Save First Then Spend

Richard Quinn

IF EVERYONE WOULD just follow my advice when managing their money, all our financial problems would evaporate.

I’m kidding, I’m kidding.

From recently viewing a YouTube video, I learned it’s necessary to track all spending, have a budget and be mindful of spending habits. Nope and nope—but yes to watching our spending habits.

Managing money boils down to discipline and responsibility. You may not be able to keep up with the Joneses, take that vacation you desire or get that next tattoo. But that’s because you don’t have sufficient income—and a budget won’t change that.

A budget also won’t help with the dreaded “r” word: rationalizations. “It’s 40% off.” “It’s one of a kind.” “I have the cash.” “It’s only a cup of coffee.” I’ll skip, “Gee, Jenny down the street has one.” That’s for kids.

My contention: Tracking spending and attempting to follow a budget are crutches for undisciplined people. A strict budget says you can’t control yourself or your spending. I’d argue that budgets are stressful and depressing, and may even encourage some people to give up on managing their finances.

Budgets also get the savings process backward. It should be save first and spend second. If you don’t save first, you may never save—because “there’s nothing left over.” That, of course, is the lament of folks who claim to be living paycheck to paycheck.

The two most widespread financial faults are lifestyle creep and not saving for either short- or long-term goals. If you receive a raise or any extra income, increasing your savings should be the first move.

Yes, you need to have a good idea of what you spend on necessities each month. It only takes a few months to determine that, and then you’re done. If your take-home pay is net of retirement savings—or you have your savings automatically deducted from your checking account—then what you have left is all the money you can spend.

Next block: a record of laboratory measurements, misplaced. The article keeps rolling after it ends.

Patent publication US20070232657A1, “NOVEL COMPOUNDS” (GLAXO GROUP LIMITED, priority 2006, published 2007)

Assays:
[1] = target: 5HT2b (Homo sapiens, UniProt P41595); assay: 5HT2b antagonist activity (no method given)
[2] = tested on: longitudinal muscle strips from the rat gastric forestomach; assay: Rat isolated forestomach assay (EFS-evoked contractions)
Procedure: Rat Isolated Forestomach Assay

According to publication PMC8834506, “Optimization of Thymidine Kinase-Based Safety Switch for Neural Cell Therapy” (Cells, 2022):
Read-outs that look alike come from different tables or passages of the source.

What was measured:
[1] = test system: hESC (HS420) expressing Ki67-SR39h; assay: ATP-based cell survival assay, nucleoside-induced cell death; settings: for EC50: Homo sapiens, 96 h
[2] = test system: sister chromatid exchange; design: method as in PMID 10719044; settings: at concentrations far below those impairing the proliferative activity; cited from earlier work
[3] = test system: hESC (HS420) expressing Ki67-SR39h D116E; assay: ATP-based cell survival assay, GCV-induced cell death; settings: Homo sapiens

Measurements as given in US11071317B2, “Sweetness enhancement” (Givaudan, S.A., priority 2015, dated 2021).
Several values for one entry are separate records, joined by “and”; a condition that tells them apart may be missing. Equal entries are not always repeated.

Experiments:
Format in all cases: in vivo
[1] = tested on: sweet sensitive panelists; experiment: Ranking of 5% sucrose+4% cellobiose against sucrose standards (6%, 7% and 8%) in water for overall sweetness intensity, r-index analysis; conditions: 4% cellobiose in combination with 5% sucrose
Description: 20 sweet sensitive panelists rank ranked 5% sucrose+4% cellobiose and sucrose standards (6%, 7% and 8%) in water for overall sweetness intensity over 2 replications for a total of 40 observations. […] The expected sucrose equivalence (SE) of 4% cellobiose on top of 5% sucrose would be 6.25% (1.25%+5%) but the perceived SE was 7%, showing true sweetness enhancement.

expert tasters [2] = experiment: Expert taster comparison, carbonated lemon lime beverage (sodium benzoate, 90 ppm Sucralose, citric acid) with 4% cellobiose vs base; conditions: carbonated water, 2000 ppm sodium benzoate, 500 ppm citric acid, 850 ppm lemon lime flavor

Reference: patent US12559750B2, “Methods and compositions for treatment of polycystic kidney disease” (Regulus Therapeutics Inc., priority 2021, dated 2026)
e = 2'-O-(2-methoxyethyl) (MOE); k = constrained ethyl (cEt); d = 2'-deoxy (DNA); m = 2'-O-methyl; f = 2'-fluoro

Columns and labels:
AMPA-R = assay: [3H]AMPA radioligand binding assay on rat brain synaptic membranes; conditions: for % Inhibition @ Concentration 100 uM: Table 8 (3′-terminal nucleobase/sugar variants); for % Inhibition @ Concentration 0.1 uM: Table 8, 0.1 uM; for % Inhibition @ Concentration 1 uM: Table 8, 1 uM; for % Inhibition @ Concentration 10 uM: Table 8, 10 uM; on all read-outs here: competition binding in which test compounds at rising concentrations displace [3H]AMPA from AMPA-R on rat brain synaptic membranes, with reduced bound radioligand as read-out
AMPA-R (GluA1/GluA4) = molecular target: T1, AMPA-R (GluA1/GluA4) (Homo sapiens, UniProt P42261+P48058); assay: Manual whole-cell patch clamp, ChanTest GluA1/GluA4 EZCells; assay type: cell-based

At the end of the month, if there’s nothing left in your checking account, you are—in a sense—living paycheck to paycheck. But so what? As long as savings are part of the equation and have been socked away, you should be in good shape. That said, if you can’t pay off your credit card balances in full, you’re living above your means—budget or no budget.

This is where discipline and responsibility come in. Saying “no” to yourself, your spouse and your children may be necessary. Take a close look at your habitual spending and at what costs are getting charged to your credit cards.

Eliminating items is not going to make you popular. In the long run, however, having lots of stuff, while drowning in debt and stressing out every month about your bleak financial future, doesn’t sound appealing, either.

Reducing savings is not an option. Gather the family and explain why.

Can everyone follow my methods? Perhaps not those in or near poverty. What about other folks? Look around you at what people are buying, the frivolous stores that keep doing business and our nation’s growing credit card debt. It sure seems like there’s plenty of room to cut spending.

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